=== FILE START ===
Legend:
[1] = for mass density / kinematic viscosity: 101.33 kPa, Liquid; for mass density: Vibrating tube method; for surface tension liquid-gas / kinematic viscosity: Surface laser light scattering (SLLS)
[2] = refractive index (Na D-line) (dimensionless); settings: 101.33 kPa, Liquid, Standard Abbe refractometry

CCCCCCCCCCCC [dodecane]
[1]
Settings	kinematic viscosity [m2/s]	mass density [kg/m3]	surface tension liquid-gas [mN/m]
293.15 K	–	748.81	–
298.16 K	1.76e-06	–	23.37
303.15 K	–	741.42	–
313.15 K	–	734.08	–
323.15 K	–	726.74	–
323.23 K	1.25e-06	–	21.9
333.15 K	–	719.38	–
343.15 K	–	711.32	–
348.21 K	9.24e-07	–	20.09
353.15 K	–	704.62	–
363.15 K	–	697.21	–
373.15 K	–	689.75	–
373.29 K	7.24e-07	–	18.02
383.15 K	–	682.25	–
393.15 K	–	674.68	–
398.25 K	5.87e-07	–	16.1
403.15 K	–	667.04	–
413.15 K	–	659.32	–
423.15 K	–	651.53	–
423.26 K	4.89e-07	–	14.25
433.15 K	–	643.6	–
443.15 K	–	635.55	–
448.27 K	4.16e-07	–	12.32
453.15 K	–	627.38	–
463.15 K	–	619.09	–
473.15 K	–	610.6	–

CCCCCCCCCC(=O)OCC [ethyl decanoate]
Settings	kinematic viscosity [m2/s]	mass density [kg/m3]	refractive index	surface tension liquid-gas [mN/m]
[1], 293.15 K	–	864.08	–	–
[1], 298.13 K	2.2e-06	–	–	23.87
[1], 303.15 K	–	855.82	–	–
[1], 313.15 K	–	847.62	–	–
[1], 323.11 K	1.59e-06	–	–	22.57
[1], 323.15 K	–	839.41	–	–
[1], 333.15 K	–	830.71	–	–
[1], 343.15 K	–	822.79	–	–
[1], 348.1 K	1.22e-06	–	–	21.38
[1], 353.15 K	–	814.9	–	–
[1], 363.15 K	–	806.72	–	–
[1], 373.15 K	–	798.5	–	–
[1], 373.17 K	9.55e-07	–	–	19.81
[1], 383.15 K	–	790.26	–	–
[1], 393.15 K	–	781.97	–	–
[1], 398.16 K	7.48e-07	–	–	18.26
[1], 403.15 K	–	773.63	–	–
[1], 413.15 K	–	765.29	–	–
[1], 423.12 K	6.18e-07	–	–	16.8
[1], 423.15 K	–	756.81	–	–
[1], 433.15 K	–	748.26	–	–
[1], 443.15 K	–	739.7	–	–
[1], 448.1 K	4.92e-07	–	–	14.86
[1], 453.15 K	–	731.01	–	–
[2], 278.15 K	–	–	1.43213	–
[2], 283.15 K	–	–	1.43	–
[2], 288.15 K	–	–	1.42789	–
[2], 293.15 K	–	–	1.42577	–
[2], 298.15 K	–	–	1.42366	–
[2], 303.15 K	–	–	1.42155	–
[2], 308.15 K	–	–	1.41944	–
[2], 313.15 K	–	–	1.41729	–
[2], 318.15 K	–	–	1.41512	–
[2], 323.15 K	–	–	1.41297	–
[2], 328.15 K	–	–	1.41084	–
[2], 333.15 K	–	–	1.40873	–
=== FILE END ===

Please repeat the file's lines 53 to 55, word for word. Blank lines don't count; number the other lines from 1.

[1], 423.12 K	6.18e-07	–	–	16.8
[1], 423.15 K	–	756.81	–	–
[1], 433.15 K	–	748.26	–	–